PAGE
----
Five-story hotel planned for Tallinn's Kalasadama tänav

A new hotel is planned for Tallinn's Kalasadam area.
A new hotel is planned for Tallinn's Kalasadam area. Source: AS Kapitel

Real estate company AS Kapitel is planning to build a new five-story hotel on Tallinn's Kalasadama tänav. The hotel is expected to open its doors to guests by 2026 at the latest.

"Kapitel is developing an apartment hotel suitable for both short and long-term accommodation on the plot of land at Kalasadama 10," said Martin Rebane, Kapitel's development director.

According to the plans, the building will have five floors plus an underground floor for parking and the hotel will have 206 rooms, Rebane added.

In addition to accommodation, the hotel will also offer a range of other services, including a compact spa and health center with sports facilities, restaurants, co-working spaces, meeting rooms and a business lounge.

"The ground floor will also have around 800 m2 of commercial space for various services, which will support the operation of the hotel," said Rebane.

According to Rebane, a hotel operator for the property has not yet been selected and the search is ongoing. The plan is however, to open the hotel to guests in 2026.

"But, of course, this depends on the issuance of a building permit and finding a [hotel] operator," Rebane said.

Martin Karro, head of Tallinn's Urban Planning Department, told ERR that the required building permit application for the hotel at Kalasadama 10, along with the roads and pipelines serving the property, is currently being processed.

"According to the project proposal, it will be a building with five floors above ground and one below ground, with a total floor area of 4,170 m2. A building permit has not yet been issued, so we cannot say when the project will be completed," Karro said.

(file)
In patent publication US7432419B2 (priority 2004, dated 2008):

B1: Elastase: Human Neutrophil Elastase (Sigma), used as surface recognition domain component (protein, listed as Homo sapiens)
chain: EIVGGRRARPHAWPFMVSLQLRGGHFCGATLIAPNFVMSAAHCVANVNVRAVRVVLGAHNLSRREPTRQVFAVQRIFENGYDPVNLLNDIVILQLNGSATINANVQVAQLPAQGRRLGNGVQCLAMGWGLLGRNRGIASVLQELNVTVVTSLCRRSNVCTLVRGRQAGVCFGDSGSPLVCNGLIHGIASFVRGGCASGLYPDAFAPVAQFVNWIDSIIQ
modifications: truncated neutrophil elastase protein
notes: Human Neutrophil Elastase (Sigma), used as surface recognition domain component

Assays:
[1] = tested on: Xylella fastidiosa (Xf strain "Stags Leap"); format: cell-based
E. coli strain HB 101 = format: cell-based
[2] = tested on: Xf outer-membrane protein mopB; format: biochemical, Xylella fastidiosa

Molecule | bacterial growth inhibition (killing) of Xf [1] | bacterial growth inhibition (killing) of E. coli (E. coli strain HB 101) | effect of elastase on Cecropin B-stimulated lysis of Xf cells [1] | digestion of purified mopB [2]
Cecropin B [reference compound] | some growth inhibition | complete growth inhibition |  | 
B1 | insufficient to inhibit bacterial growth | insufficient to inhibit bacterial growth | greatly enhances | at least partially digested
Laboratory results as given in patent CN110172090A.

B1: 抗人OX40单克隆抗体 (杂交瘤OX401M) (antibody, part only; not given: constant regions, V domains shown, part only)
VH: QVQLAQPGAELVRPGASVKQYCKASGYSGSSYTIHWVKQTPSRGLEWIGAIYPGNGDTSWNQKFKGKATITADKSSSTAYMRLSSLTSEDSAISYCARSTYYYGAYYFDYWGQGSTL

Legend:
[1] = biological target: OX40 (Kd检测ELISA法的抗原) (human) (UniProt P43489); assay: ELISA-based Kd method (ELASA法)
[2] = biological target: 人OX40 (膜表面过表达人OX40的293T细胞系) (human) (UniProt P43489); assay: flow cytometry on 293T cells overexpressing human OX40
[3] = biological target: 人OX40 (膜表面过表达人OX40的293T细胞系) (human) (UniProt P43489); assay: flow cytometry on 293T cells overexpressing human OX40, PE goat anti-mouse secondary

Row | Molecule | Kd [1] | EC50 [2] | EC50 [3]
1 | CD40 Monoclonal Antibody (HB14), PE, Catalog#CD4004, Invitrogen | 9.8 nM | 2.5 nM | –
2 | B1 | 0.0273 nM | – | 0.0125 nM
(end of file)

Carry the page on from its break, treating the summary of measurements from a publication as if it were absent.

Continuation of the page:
The construction, including preparation work, could cost between €30 million and €40 million, said Rebane.

The building will be energy efficient

The hotel's architectural design was created by by DAGOpen Architects and Bakpak Architects from Spain, while the interior was designed by architect Margit Argus.

According to Rebane, the hotel building has been designed to be 26 percent more energy efficient than the Energy Class A standard.

"The building uses geothermal heating and cooling (energy recovery), solar panels on the roof and district heating and cooling. The rainwater collected in the hotel will be used to irrigate the plants," he explained.

Kapitel has also signed a management agreement with the City of Tallinn to develop the area between the site of the planned hotel and the sea on the other side of Kalasadama tänav.  

The planned location of the hotel at Kalasadama 10. Source: Tallinn City Government


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Editor: Michael Cole

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